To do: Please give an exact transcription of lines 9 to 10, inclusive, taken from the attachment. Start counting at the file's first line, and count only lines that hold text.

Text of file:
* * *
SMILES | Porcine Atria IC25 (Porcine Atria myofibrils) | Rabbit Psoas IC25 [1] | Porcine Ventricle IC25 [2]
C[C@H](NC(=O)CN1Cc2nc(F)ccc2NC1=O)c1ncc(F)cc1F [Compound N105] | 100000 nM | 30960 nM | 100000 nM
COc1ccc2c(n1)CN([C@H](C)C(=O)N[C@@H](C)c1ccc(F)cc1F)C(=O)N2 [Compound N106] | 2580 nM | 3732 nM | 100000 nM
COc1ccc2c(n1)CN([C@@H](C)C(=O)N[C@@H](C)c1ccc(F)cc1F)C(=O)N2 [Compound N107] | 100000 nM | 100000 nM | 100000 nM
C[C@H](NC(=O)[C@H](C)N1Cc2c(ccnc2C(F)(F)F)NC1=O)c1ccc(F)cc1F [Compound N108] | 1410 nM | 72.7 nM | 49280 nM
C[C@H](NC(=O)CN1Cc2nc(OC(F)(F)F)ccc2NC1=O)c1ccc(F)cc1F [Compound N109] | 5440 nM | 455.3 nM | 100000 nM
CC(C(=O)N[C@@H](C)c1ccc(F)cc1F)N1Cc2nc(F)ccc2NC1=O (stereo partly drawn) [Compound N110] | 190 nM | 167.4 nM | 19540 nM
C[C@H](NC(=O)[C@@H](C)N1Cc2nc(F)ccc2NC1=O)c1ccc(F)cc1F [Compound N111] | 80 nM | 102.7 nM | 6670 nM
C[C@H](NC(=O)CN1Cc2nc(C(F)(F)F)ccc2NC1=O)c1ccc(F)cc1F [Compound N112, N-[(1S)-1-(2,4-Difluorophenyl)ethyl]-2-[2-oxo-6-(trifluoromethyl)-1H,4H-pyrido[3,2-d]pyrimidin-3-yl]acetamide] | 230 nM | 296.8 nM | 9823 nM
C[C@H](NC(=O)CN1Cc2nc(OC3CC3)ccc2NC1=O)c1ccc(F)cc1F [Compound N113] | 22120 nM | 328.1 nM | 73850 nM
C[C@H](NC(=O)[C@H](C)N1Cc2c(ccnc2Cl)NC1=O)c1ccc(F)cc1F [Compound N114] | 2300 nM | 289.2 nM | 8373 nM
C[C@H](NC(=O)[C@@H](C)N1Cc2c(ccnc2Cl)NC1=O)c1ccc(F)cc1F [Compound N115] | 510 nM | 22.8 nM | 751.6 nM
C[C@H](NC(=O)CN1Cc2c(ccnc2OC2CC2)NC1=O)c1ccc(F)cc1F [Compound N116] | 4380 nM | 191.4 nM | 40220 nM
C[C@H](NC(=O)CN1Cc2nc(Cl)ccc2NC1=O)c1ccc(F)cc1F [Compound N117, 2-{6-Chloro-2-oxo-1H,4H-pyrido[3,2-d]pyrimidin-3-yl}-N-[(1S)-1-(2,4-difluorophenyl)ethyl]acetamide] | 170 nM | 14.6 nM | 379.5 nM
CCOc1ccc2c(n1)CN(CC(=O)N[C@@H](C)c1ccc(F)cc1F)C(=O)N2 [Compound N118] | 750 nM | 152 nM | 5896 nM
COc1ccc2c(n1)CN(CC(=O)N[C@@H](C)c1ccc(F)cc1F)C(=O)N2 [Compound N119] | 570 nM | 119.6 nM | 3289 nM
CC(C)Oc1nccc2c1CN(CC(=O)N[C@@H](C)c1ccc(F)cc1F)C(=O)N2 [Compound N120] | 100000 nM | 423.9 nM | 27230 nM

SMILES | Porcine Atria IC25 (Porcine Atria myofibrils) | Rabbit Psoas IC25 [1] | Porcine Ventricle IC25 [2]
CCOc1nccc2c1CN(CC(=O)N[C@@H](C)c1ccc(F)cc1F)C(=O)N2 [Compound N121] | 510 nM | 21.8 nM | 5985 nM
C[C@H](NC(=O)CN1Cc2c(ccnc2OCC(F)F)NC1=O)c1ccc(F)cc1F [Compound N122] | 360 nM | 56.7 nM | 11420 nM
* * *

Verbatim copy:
C[C@H](NC(=O)CN1Cc2nc(C(F)(F)F)ccc2NC1=O)c1ccc(F)cc1F [Compound N112, N-[(1S)-1-(2,4-Difluorophenyl)ethyl]-2-[2-oxo-6-(trifluoromethyl)-1H,4H-pyrido[3,2-d]pyrimidin-3-yl]acetamide] | 230 nM | 296.8 nM | 9823 nM
C[C@H](NC(=O)CN1Cc2nc(OC3CC3)ccc2NC1=O)c1ccc(F)cc1F [Compound N113] | 22120 nM | 328.1 nM | 73850 nM